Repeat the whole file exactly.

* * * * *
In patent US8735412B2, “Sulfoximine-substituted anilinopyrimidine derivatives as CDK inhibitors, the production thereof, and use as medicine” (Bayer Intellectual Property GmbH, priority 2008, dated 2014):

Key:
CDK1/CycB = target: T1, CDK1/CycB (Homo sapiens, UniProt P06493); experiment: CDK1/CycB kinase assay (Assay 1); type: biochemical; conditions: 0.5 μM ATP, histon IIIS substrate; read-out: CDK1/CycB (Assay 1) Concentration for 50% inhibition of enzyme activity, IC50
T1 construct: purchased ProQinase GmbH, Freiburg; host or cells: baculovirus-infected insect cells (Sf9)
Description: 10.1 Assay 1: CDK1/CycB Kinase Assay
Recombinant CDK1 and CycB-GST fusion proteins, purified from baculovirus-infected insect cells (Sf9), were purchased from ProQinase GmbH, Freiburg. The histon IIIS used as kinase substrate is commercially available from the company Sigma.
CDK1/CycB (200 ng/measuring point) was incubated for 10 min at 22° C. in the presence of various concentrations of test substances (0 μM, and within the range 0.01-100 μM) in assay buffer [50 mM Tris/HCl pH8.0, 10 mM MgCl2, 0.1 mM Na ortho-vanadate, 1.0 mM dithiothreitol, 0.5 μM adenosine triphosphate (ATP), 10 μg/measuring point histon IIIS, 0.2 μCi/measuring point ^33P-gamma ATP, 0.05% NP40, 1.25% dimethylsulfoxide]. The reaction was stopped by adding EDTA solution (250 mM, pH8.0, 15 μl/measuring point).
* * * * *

In patent US8735412B2, “Sulfoximine-substituted anilinopyrimidine derivatives as CDK inhibitors, the production thereof, and use as medicine” (Bayer Intellectual Property GmbH, priority 2008, dated 2014):

Key:
CDK1/CycB = target: T1, CDK1/CycB (Homo sapiens, UniProt P06493); experiment: CDK1/CycB kinase assay (Assay 1); type: biochemical; conditions: 0.5 μM ATP, histon IIIS substrate; read-out: CDK1/CycB (Assay 1) Concentration for 50% inhibition of enzyme activity, IC50
T1 construct: purchased ProQinase GmbH, Freiburg; host or cells: baculovirus-infected insect cells (Sf9)
Description: 10.1 Assay 1: CDK1/CycB Kinase Assay
Recombinant CDK1 and CycB-GST fusion proteins, purified from baculovirus-infected insect cells (Sf9), were purchased from ProQinase GmbH, Freiburg. The histon IIIS used as kinase substrate is commercially available from the company Sigma.
CDK1/CycB (200 ng/measuring point) was incubated for 10 min at 22° C. in the presence of various concentrations of test substances (0 μM, and within the range 0.01-100 μM) in assay buffer [50 mM Tris/HCl pH8.0, 10 mM MgCl2, 0.1 mM Na ortho-vanadate, 1.0 mM dithiothreitol, 0.5 μM adenosine triphosphate (ATP), 10 μg/measuring point histon IIIS, 0.2 μCi/measuring point ^33P-gamma ATP, 0.05% NP40, 1.25% dimethylsulfoxide]. The reaction was stopped by adding EDTA solution (250 mM, pH8.0, 15 μl/measuring point).